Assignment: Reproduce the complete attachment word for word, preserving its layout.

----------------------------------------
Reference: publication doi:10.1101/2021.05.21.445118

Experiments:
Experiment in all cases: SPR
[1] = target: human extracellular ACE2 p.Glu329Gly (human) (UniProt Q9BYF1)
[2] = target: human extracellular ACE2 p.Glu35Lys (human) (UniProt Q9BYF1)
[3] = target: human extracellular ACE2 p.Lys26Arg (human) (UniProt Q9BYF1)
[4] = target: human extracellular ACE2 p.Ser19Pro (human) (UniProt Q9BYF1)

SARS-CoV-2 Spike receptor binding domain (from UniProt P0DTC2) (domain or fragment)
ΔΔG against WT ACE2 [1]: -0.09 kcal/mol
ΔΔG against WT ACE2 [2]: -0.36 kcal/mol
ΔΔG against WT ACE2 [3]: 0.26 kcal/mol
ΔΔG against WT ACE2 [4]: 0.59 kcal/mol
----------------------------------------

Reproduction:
Reference: publication doi:10.1101/2021.05.21.445118

Experiments:
Experiment in all cases: SPR
[1] = target: human extracellular ACE2 p.Glu329Gly (human) (UniProt Q9BYF1)
[2] = target: human extracellular ACE2 p.Glu35Lys (human) (UniProt Q9BYF1)
[3] = target: human extracellular ACE2 p.Lys26Arg (human) (UniProt Q9BYF1)
[4] = target: human extracellular ACE2 p.Ser19Pro (human) (UniProt Q9BYF1)

SARS-CoV-2 Spike receptor binding domain (from UniProt P0DTC2) (domain or fragment)
ΔΔG against WT ACE2 [1]: -0.09 kcal/mol
ΔΔG against WT ACE2 [2]: -0.36 kcal/mol
ΔΔG against WT ACE2 [3]: 0.26 kcal/mol
ΔΔG against WT ACE2 [4]: 0.59 kcal/mol